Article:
Erikbomb Erikbomb - 11 months ago 72
Python Question

Python object is being referenced by an object I cannot find

I am trying to remove an object from memory in python and I am coming across an object that it is not being removed. From my understanding if there is no references to the object the garbage collector will de-allocate the memory when it is run. However after I have removed all of the references if I run

bar = Foo()
print gc.get_referrers(bar)
del bar
baz = gc.collect()
print baz

I get a reply of

[< frame object at 0x7f1eba291e50>]


So how come does it not delete the object?

I get the same reply for all of the instances of objects if i do

bar = [foo() for i in range(0, 10)]
for x in range(0,len(bar))
baz = bar[x]
del bar[x]
print gc.get_referrers(baz)

How do I completely remove all referrers from an object/any idea what the frame object that is on all is?

I thought it would be the object frame(?) that contains a list of all objects in the program but I have not been able to confirm that/find a way to rid objects from being referenced by said mystical(to me) object fram.

Any help would be greatly appreciated

Okay I rewrote the code to the simple form pulling out everything except the basics

import random, gc
class Object():
def __init__(self):
def setNext(self,object):
def setPrev(self, object):
def getNext(self):
return self.n
def getPrev(self):
return self.p
def simulate(self):
if random.random() > .90:
def remove(self):
if self.p is not None and self.n is not None:
elif self.p is not None:
elif self.n is not None:
del self

class Grid():
def __init__(self):
self.cells=[[Cell() for i in range(0,500)] for j in range(0,500)]
for x in range(0,100):
for y in range(0,100):
for z in range(0,100):
def simulate(self):
for x in range(0,500):
for y in range(0,500):
print " " + str(num) +" deleted today."
class Cell():
def __init__(self):
self.objects = None
self.objectsLast = None
def addObject(self, object):
if self.objects is None:
self.objects = object
self.objectsLast = object
def simulate(self):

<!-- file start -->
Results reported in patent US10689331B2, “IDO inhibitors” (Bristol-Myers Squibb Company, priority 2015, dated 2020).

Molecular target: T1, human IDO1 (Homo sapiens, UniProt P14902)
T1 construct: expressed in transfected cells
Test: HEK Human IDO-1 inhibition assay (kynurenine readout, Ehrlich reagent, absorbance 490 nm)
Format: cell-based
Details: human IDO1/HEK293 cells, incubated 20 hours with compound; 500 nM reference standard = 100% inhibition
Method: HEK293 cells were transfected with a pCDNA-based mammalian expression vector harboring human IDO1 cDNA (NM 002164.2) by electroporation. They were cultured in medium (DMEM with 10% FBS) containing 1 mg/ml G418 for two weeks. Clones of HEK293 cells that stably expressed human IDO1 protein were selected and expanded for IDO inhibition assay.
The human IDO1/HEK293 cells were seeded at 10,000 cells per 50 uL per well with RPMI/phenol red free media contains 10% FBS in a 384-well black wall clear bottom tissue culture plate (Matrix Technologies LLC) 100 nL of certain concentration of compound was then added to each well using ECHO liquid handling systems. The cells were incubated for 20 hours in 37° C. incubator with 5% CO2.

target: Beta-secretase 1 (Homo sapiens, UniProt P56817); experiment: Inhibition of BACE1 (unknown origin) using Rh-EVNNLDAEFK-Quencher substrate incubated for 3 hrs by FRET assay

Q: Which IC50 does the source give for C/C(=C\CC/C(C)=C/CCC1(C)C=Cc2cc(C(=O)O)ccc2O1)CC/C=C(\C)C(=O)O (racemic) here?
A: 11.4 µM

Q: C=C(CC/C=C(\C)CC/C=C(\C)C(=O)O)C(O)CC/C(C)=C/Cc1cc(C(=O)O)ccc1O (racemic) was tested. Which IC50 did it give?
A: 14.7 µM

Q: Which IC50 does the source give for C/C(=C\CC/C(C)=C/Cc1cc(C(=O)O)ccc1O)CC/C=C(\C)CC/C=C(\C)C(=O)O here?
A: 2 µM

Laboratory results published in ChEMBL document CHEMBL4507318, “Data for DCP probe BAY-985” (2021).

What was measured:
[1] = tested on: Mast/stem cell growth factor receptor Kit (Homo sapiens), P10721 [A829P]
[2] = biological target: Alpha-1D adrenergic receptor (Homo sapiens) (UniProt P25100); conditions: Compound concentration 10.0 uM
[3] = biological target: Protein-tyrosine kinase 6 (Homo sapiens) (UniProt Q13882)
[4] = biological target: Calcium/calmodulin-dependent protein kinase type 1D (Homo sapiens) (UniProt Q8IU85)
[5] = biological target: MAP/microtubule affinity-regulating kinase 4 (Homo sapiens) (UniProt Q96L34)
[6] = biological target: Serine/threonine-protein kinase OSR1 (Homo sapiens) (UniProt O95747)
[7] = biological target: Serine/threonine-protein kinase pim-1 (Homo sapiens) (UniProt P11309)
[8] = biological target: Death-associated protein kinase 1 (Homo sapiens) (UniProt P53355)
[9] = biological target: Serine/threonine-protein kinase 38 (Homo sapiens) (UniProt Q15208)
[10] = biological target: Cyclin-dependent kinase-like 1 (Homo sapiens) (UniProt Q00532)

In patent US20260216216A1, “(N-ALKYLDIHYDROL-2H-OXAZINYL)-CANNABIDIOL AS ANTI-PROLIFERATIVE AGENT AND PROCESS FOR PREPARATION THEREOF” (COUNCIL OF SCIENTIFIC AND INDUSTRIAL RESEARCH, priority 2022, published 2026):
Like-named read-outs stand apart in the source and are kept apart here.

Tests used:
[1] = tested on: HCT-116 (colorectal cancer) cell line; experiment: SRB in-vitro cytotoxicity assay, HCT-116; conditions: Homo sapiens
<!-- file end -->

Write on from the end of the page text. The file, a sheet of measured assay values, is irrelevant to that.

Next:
current = self.objects
while current is not None:
if current.isAlive:
current = current.getNext()
delete = current
current = current.getNext()
if delete.getPrev() is None:
self.objects = current
elif delete.getNext() is None:
self.objectsLast = delete.getPrev()
def main():
print "Building Map..."
x = Grid()
for y in range (1,101):
print "Simulating day " + str(y) +"..."
if __name__ == "__main__":

Answer Source

gc.get_referrers takes one argument: the object whose referers it should find.

I cannot think of any circumstance in which gc.get_referrers would return no results, because in order to send an object to gc.get_referrers, there has to be a reference to the object.

In other words, if there was no reference to the object, it would not be possible to send it to gc.get_referrers.

At the very least, there will be a reference from the globals() or from the current execution frame (which contains the local variables):

A code block is executed in an execution frame. An execution frame contains some administrative information (used for debugging), determines where and how execution continues after the code block's execution has completed, and (perhaps most importantly) defines two namespaces, the local and the global namespace, that affect execution of the code block.

See an extended version of the example from the question:

class Foo(object):

def f():
    bar = [Foo() for i in range(0, 10)]

    for x in range(0, len(bar)):
        # at this point there is one reference to bar[x]: it is bar
        print len(gc.get_referrers(bar[x]))  # prints 1

        baz = bar[x]

        # at this point there are two references to baz:
        #  - bar refernces it, because it is in the list
        #  - this "execution frame" references it, because it is in variable "baz"
        print len(gc.get_referrers(bar[x]))  # prints 2

        del bar[x]

        # at this point, only the execution frame (variable baz) references the object
        print len(gc.get_referrers(baz))  # prints 1

        print gc.get_referrers(baz) # prints a frame object 

        del baz

        # now there are no more references to it, but there is no way to call get_referrers


How to test it properly?

There is a better trick to detect whether there are referers or not: weakref.

weakref module provides a way to create weak references to an object which do not count. What it means is that even if there is a weak reference to an object, it will still be deleted when there are no other references to it. It also does not count in the gc.get_referrers.


>>> x = Foo()
>>> weak_x = weakref.ref(x)
>>> gc.get_referrers(x) == [globals()]  # only one reference from global variables

>>> x
<__main__.Foo object at 0x000000000272D2E8>

>>> weak_x
<weakref at 0000000002726D18; to 'Foo' at 000000000272D2E8>

>>> del x
>>> weak_x
<weakref at 0000000002726D18; dead>

The weak reference says that the object is dead, so it was indeed deleted.